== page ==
8. 8. + Globalization, Flexibility or From Discipline to Control  ―The old monetary mole is the animal of the space of enclosure, but the serpent is that of the societies of control. We have passed from one animal to the other, from the mole to the serpent, in the system under which we live, but also in our manner of living and in our relations with others. The disciplinary man was a discontinuous producer of energy, but the man of control is undulatory, in orbit, in a continuous network. Everywhere surfing has already replaced the older sports. ―– Deleuze, Postscript on the Societies of Control
  9. 9. + The Feminization of Work  Guy Standing, The Feminization of Work (―Women‖ entering work force, causalization of work, lower wages, precarity)  Barbara Ehrenreich, Global Woman (Migration and Immigration, ―Crisis‖ of Care)  Melissa Gregg, The Normalization of Female Flexible Labor ―The circumstances in which individuals find themselves regarding their location in homes, communities and work are being transformed through the development of increasingly flexible arrangements, personal wants, and ways of talking about these. . . In many situations today, there is no choice but to make a choice. ― Gregg quoting Silva & Bennett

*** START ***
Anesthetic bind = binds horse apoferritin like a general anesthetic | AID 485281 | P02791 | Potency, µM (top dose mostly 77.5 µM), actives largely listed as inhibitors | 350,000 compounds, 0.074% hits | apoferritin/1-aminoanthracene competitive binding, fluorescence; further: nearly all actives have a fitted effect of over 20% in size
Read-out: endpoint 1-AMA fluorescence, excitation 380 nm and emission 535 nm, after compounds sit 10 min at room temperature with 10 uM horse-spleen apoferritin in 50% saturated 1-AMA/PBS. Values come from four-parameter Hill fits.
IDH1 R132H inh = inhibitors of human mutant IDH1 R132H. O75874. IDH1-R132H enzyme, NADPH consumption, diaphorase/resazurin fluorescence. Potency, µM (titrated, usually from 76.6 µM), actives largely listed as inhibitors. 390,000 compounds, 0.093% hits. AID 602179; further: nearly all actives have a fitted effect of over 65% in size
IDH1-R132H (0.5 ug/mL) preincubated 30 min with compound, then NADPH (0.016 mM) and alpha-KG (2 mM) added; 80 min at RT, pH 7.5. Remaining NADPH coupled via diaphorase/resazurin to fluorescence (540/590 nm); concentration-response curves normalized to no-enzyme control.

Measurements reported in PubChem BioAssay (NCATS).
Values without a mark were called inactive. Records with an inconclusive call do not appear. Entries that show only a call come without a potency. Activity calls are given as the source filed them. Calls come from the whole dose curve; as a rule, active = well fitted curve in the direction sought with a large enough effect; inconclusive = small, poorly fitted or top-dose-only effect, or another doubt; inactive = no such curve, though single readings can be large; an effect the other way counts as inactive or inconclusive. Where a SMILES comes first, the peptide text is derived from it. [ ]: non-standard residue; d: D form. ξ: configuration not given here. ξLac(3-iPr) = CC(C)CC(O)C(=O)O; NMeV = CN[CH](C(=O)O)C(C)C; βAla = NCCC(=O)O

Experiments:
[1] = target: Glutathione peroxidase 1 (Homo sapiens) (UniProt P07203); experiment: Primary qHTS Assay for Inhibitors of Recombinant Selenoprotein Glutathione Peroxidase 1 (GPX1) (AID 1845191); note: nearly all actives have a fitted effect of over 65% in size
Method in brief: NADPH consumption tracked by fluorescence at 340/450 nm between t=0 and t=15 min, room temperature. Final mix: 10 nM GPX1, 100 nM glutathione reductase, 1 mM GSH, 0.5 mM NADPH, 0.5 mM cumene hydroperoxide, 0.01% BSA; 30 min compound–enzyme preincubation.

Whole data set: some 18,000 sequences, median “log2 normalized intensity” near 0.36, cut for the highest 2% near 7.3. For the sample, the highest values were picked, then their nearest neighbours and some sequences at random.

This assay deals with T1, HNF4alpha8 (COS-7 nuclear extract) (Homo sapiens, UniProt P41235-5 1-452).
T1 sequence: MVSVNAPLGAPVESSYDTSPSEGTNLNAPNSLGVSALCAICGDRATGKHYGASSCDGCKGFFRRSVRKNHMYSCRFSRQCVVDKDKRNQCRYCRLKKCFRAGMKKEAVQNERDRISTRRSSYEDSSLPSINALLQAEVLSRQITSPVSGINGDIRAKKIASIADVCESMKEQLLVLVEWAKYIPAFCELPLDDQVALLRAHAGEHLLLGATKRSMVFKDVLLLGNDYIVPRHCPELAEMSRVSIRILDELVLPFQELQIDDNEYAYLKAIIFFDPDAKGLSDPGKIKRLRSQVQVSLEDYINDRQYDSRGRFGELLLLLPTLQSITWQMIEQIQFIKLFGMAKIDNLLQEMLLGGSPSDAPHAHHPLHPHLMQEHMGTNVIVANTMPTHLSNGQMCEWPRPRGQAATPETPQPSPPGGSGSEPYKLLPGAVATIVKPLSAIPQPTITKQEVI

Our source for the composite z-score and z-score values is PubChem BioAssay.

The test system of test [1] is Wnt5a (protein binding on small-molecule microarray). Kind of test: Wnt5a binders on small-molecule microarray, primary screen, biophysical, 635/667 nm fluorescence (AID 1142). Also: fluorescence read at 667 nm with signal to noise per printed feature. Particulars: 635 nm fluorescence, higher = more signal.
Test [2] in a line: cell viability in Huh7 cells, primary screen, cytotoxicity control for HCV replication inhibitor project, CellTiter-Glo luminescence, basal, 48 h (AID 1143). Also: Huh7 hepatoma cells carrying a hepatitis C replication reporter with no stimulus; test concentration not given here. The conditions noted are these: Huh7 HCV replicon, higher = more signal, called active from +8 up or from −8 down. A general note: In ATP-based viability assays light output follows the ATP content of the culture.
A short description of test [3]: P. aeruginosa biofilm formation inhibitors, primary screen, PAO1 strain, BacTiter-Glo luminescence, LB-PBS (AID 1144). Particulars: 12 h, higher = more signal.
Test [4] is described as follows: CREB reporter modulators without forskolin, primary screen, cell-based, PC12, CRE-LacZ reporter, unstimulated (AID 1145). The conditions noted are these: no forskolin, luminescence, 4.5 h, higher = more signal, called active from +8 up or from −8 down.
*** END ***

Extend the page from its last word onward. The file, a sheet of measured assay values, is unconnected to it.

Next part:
10. 10. + New Labor Studies: Emotion Management  ―The Managed Heart‖, Arlie Russell Hochschild (1983)  The related term emotion work (also called "emotion management") refers to "these same acts done in a private context," such as within the private sphere of one‘s home. Three types of emotion management: Cognitive, bodily, and expressive.  Gave rise to numerous studies of ―care‖ work, its demands, and its production of value.